10 Facts About New York City Ballet


New York City Ballet is a ballet company founded in 1948 by choreographer George Balanchine and Lincoln Kirstein.

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City Ballet grew out of earlier troupes: the Producing Company of the School of American Ballet, 1934; the American Ballet, 1935, and Ballet Caravan, 1936, which merged into American Ballet Caravan, 1941; and directly from the Ballet Society, 1946.

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New York City Ballet created works that were the basis of the company's repertory until his death in 1983.

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New York City Ballet worked closely with choreographer Jerome Robbins, who resumed his connection with the company in 1969 after having produced works for Broadway.

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City Ballet has performed The Nutcracker, Romeo and Juliet, A Midsummer Night's Dream, and many more.

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City Ballet has trained and developed many great dancers since its formation.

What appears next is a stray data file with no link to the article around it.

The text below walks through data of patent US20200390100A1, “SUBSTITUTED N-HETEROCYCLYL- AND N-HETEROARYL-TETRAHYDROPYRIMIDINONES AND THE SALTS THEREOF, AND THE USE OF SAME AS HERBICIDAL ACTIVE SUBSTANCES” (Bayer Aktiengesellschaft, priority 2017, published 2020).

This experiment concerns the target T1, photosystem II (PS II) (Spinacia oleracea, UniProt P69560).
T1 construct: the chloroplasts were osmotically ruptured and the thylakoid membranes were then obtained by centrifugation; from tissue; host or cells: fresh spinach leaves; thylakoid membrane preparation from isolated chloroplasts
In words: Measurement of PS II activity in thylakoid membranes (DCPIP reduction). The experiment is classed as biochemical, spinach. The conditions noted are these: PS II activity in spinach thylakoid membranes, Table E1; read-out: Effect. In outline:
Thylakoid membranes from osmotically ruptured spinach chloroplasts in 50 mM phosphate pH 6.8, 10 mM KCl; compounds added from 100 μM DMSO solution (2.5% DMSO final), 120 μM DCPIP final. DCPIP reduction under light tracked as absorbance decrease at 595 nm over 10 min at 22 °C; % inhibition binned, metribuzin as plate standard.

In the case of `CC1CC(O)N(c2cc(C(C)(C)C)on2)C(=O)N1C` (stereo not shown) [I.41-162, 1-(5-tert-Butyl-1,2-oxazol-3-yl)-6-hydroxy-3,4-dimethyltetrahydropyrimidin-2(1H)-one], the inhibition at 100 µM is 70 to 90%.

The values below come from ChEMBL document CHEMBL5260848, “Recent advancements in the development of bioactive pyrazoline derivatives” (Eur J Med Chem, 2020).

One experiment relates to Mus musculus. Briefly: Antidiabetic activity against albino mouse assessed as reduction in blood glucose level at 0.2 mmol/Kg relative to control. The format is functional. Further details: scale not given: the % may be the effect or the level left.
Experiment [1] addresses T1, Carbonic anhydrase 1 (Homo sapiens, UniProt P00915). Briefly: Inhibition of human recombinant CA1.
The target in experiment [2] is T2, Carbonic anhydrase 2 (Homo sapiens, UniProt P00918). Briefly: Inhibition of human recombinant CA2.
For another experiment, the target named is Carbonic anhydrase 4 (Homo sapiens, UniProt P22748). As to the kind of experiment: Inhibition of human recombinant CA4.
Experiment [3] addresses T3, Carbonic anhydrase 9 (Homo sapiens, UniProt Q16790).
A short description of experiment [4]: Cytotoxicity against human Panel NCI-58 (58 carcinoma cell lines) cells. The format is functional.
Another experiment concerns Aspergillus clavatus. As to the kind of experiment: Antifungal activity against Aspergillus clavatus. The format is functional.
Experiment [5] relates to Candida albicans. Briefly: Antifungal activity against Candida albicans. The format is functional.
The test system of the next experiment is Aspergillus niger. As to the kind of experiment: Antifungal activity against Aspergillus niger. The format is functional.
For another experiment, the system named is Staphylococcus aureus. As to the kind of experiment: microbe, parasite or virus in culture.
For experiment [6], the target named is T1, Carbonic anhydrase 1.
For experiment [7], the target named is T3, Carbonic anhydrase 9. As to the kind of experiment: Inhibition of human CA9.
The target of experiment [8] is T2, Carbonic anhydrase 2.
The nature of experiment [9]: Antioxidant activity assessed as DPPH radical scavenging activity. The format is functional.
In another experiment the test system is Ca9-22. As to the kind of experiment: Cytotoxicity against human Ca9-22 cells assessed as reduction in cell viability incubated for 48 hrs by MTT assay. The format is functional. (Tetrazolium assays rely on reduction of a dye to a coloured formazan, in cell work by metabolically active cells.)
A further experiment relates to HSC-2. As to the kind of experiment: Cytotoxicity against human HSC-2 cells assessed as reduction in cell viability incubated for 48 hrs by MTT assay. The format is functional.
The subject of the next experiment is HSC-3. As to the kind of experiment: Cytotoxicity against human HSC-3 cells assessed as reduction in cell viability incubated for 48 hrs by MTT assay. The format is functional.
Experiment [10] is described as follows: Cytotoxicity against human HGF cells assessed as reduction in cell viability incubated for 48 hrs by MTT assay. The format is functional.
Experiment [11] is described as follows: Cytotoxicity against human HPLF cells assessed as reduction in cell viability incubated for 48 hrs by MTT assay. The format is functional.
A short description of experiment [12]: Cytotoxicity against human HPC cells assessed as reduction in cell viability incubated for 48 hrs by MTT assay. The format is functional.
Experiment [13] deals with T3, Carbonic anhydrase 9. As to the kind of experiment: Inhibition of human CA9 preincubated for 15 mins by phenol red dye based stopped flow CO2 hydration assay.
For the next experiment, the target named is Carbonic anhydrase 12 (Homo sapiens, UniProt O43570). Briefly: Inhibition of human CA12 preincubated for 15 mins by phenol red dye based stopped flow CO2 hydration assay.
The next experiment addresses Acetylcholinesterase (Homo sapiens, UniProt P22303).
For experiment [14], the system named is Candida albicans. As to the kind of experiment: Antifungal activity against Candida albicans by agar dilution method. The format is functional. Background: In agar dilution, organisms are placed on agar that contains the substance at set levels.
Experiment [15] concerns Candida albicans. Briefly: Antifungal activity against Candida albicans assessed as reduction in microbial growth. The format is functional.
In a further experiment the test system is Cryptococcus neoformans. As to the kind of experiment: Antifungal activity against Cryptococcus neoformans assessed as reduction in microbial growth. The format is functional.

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New York City Ballet's programs included twenty-two new works of his own dances, plus works by choreographers Todd Bolender, John Clifford, Lorca Massine, Jerome Robbins, Richard Tanner, and John Taras, as well as repertory ballets by Balanchine and Robbins.

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In 1982, Balanchine organized a centennial celebration in honor of his long-time collaborator Igor Stravinsky, during which the City Ballet performed twenty-five ballets set to the composer's music.

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The program started with Igor Stravinsky's Fanfare for a New York City Ballet Theater, followed by Stravinsky's arrangement of The Star-Spangled Banner.

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New York City Ballet presented ballets by George Balanchine and Robbins.

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